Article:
Captain EO Oct 28, 2019 19:45:46 GMT -5
Post by StevePulaski on Oct 28, 2019 19:45:46 GMT -5
Captain EO (1986)
Directed by: Francis Ford Coppola
Directed by: Francis Ford Coppola
Michael Jackson headlines Captain EO, a unique short film directed by Francis Ford Coppola.
In 1986, an exhibit by the name of Captain EO launched at Disneyland and Disneyland's famous Epcot attraction. It was the result of a long-in-the-works collaboration between pop superstar Michael Jackson, a known fan of Disney films, and director Francis Ford Coppola, the mastermind behind the beloved Godfather trilogy. The short film that accompanied the exhibit had a tumultuous production history. Initially at the helm, per Jackson's request, was to be Steven Spielberg or George Lucas, but Spielberg was unavailable due to shooting The Color Purple and Lucas eventually signed on as executive producer with large (and evident) creative input. At almost $24 million, it was one of the most expensive shorts at the time, going well overbudget, but nonetheless enjoying a run at Disneyland and its global attractions that eventually closed in 1997 (its Epcot run lasted until 1994). It was, too, one of the first 4D films, using lasers and fog machines to enhance the screenings with the intent of captivating audiences on a sensory-stimulating ride only the King of Pop and two of the most legendary film directors could provide.
Accessible only via bootleg DVDs and through the wonders of video-sharing platforms on the internet, reviewing Captain EO in 2019 is a debatably fruitless experience. Going to the Disneyland/Epcot exhibit would've been a unique experience, one that would've likely pushed my rating above the perceptions of "merely average" into "must-see" territory. As it stands, it's a curious piece of history, as I often say, one not without merit, but one without a lot of substance. Watching it in the present, without the accouterments that allow the room in which you're viewing to fill with fog and entrap you with bright, neon lasers, it's mostly an extended Michael Jackson music video with a needless, uninspired subplot.
The film tells the story of Captain EO (Michael Jackson), the leader of a ragtag crew of odious-looking creatures named such word-salad as "Fuzzball," "Ody," and "Major Domo." It's as if the Muppets and the crew of Lost in Space copulated and produced junk-drawer characters, who accompany EO on their spaceship. They're on a mission to deliver a gift to Anjelica Huston, the "Supreme Leader," who lives on a planet equivalent to the garbage-shoot of the cosmos. Upon arriving on the ostensibly desolate planet, EO and his crew are taken into custody by the Supreme Leader's henchmen, but after she orders EO to be enslaved and his crew to be turned into trash-cans, EO informs her that there is beauty inside her, even if she is incapable of seeing it. That's when his crew turn into musical instruments and perform two Michael Jackson songs: "We Are Here to the Change the World," an original, and "Another Part of Me," from Jackson's Bad album.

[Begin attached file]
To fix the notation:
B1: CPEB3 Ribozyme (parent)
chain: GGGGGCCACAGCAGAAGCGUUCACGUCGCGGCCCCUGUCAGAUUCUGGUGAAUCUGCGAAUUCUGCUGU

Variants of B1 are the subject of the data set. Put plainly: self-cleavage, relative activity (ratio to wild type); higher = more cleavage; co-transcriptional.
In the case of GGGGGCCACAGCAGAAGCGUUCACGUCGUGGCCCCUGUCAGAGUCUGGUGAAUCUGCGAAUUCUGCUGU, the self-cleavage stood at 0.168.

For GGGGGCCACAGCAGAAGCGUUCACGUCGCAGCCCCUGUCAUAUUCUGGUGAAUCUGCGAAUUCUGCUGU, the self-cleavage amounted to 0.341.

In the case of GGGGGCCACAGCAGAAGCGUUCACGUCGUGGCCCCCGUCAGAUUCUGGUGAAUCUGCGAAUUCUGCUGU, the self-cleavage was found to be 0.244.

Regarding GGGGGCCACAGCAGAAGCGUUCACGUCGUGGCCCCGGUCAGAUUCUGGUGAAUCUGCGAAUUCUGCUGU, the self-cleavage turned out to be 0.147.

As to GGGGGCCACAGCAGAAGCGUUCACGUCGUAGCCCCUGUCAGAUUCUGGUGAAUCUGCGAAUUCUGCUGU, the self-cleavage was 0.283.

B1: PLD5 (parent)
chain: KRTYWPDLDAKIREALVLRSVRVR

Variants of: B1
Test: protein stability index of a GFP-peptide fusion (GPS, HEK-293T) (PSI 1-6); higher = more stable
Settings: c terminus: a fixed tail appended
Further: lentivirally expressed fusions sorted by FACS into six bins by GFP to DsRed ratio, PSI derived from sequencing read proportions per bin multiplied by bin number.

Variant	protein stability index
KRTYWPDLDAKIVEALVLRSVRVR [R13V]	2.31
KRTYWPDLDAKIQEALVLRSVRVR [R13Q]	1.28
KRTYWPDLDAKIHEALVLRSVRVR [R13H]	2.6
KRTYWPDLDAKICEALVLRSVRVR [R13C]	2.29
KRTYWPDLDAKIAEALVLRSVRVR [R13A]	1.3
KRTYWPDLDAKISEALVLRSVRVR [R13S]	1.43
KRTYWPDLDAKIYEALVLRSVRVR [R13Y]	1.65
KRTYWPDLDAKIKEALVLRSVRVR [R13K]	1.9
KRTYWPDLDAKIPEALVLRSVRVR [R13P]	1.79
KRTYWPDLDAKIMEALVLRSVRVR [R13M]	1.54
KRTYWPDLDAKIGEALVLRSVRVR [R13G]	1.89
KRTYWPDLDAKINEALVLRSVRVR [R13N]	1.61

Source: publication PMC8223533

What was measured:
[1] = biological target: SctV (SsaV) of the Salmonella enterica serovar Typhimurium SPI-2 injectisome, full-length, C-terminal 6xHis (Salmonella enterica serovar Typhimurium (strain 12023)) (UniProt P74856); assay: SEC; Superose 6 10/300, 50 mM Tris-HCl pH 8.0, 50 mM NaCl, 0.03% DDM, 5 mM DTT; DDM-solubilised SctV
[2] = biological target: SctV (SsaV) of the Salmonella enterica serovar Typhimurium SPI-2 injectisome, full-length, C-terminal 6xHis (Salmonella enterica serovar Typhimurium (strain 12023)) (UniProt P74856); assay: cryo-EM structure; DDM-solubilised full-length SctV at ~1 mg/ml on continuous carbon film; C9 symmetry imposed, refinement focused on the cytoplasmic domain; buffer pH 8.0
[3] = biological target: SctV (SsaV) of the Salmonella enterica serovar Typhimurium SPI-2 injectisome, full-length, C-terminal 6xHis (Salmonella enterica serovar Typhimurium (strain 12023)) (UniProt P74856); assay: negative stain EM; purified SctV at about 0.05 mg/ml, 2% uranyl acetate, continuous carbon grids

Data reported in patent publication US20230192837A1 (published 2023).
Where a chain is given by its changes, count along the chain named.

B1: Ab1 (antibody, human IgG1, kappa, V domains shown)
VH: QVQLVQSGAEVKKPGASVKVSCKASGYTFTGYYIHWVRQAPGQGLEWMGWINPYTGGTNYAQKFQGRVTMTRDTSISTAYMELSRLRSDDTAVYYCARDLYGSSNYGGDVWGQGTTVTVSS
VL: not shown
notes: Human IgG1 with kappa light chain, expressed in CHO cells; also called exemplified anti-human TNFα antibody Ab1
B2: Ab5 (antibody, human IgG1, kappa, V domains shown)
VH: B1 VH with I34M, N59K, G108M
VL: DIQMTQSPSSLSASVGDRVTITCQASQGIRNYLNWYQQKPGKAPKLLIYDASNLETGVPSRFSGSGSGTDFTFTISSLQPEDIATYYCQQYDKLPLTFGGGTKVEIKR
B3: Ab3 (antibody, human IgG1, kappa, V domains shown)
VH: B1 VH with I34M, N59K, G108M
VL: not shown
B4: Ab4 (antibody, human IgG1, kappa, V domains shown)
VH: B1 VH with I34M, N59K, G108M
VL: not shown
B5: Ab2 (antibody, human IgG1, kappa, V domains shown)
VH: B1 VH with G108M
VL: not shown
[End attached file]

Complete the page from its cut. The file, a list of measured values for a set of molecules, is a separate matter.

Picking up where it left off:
Captain EO shows Lucas' influence by looking like Return of the Jedi, with its questionable special effects, grotesque characters, and space-setting. Jackson is no movie-star in the conventional sense, whisper-speaking much of his dialog, resulting in him appearing incongruous to the landscape and situations around him (apparently Jackson's dialog was thought to be so poorly delivered, Coppola and company originally had plans to dub it over before abandoning such an idea for fear of upsetting the artist). It has that distinctively 80s look that can only be understood by those who have seen enough content from an era that makes everyone, even those not born in the respective decade, nostalgic for its simplicity.
Doubly shocking besides the short film's lofty budget is its laundry list of A-list names, such as famous music choreographer Jeffrey Hornaday, Rusty Lemorande (read that name again, it's not "Rusty Lemonade"), who worked on Caddyshack, Peter Anderson, an accomplished cinematographer for Disney theme-park attractions, and James Horner, who scored Titanic — and, of course, the aforementioned Jackson, Lucas, and Coppola. Captain EO is a mildly amusing novelty, and Jackson's dance moves and music are as impressive and as tantalizing as ever. If you ever had the pleasure of experience this oddity when it was at Disneyland, it's one of those oddities that affords you a lifetime conversation-starter. For the rest of us, it's another reminder of how global and powerful the Michael Jackson brand was in the not-so distant past.
NOTE: My review of Michael Jackson's Ghosts, another Michael Jackson-centered short featuring music from HIStory and Blood on the Dance Floor: HIStory in the Mix, stevethemovieman.proboards.com/thread/6335/michael-jacksons-ghosts
Starring: Michael Jackson, Anjelica Huston, and Dick Shawn. Voiced by: Tony Cox, Debbie Lee Carrington, Cindy Sorenson, and Gary DePew. Directed by: Francis Ford Coppola.